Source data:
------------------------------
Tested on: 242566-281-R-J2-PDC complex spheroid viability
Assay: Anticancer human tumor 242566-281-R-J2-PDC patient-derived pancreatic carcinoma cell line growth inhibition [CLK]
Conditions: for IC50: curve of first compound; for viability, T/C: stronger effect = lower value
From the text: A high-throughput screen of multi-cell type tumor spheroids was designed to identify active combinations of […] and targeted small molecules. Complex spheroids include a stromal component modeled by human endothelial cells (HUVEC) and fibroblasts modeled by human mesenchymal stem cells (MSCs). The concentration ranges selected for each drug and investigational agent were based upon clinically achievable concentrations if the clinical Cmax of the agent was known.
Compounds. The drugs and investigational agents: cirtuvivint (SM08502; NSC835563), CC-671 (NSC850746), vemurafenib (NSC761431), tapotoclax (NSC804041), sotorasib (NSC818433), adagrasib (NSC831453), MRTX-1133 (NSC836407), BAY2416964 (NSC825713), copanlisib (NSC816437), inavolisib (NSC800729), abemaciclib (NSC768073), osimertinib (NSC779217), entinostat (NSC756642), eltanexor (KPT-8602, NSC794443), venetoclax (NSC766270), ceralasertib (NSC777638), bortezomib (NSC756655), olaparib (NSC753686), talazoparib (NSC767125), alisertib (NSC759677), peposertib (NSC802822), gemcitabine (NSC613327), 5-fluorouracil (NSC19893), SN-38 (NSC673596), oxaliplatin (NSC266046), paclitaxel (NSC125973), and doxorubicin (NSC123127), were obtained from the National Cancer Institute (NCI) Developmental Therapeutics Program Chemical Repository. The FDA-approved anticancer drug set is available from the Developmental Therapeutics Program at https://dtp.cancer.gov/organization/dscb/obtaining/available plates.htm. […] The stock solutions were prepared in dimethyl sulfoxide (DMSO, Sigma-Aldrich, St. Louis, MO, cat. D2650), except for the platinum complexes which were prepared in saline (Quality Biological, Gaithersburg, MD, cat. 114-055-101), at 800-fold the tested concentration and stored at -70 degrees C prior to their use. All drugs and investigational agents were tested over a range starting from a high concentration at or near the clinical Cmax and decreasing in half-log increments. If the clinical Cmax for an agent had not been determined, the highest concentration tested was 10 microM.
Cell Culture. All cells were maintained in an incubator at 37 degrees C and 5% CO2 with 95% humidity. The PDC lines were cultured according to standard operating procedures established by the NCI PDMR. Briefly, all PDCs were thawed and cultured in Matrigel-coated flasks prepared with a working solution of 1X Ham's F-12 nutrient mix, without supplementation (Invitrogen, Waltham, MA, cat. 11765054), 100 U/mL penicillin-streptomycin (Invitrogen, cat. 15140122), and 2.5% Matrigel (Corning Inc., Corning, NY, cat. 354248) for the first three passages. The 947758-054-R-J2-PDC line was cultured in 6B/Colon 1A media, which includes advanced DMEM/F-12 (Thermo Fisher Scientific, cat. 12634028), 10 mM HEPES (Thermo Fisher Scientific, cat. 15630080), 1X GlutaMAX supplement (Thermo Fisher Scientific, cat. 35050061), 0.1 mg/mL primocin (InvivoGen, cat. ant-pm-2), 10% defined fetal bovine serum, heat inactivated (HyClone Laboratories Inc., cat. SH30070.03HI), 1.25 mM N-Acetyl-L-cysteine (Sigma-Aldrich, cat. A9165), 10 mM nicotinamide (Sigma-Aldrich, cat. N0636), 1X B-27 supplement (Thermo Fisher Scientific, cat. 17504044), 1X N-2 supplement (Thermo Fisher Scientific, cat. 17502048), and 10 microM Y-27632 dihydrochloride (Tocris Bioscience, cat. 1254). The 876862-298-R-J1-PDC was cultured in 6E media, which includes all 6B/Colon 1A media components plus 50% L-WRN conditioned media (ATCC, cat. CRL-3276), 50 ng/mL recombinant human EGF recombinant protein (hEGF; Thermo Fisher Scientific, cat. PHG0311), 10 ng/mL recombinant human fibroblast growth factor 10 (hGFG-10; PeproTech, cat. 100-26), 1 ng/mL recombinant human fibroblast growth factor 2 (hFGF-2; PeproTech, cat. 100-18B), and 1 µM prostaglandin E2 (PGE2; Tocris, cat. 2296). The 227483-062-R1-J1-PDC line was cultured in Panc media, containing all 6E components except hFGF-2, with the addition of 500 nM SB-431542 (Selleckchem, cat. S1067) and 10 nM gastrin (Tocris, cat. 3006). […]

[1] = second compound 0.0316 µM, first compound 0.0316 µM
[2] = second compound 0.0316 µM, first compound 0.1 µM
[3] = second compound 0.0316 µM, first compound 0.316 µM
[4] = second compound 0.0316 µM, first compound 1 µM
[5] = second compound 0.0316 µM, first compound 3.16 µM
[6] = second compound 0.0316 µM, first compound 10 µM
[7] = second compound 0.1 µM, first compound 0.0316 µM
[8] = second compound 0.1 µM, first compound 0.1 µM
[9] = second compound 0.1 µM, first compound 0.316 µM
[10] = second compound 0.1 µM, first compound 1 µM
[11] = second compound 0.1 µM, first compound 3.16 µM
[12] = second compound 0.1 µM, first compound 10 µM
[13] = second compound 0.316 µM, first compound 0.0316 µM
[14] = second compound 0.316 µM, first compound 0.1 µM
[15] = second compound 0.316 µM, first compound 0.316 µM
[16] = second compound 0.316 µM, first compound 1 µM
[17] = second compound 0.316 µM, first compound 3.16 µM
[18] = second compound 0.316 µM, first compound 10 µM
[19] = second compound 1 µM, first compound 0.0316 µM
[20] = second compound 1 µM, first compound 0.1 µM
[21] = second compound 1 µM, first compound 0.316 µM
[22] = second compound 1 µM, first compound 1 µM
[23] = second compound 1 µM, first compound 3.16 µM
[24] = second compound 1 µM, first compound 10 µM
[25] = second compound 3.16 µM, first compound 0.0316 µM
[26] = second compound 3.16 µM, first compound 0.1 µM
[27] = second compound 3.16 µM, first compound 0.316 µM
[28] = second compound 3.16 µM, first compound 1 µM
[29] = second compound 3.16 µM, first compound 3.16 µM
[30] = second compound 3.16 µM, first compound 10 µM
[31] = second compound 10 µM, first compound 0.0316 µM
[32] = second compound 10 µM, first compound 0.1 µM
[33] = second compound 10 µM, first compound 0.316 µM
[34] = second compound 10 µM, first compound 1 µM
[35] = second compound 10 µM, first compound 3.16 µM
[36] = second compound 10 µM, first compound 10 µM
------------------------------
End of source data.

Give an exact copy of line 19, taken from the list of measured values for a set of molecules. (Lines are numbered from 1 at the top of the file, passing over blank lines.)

[13] = second compound 0.316 µM, first compound 0.0316 µM